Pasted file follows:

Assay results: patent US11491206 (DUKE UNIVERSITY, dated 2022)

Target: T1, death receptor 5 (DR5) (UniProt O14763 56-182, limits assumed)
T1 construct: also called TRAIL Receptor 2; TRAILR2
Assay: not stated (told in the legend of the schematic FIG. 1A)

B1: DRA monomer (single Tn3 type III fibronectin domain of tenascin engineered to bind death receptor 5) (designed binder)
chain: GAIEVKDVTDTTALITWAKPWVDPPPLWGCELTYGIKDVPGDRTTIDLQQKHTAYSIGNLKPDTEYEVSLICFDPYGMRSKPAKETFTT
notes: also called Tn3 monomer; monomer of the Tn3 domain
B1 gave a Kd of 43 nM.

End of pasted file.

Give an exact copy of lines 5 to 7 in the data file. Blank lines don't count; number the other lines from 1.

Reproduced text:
B1: DRA monomer (single Tn3 type III fibronectin domain of tenascin engineered to bind death receptor 5) (designed binder)
chain: GAIEVKDVTDTTALITWAKPWVDPPPLWGCELTYGIKDVPGDRTTIDLQQKHTAYSIGNLKPDTEYEVSLICFDPYGMRSKPAKETFTT
notes: also called Tn3 monomer; monomer of the Tn3 domain